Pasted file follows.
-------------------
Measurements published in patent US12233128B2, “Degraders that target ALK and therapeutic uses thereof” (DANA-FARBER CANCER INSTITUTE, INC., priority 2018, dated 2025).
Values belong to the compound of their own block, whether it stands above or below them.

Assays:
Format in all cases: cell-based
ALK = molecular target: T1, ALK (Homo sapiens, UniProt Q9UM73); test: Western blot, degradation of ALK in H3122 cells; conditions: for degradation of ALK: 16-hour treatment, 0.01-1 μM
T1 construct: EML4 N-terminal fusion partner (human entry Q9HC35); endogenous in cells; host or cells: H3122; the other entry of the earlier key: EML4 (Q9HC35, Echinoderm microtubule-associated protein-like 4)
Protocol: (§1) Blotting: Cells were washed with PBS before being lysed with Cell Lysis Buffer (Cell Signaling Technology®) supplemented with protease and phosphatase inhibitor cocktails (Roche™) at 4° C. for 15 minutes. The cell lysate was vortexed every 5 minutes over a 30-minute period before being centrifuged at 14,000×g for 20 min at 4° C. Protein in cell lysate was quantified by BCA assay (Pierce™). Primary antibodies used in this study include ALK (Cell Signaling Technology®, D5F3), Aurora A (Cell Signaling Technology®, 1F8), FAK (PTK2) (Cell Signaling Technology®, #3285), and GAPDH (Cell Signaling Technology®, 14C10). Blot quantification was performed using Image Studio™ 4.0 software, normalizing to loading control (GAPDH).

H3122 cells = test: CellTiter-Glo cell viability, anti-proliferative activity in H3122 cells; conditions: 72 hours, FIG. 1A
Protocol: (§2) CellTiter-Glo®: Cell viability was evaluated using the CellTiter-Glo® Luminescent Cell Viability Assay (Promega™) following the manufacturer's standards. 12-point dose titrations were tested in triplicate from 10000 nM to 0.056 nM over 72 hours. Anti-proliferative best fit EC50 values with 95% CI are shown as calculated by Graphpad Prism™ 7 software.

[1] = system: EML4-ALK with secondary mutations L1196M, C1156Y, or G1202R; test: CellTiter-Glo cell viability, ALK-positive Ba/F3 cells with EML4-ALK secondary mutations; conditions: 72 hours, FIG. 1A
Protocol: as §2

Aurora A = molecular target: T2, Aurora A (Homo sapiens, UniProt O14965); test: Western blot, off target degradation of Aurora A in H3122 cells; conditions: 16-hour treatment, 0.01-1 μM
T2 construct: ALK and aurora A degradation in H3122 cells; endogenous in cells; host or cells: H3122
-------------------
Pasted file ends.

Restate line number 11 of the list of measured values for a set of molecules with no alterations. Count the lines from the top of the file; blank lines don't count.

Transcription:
Protocol: as §2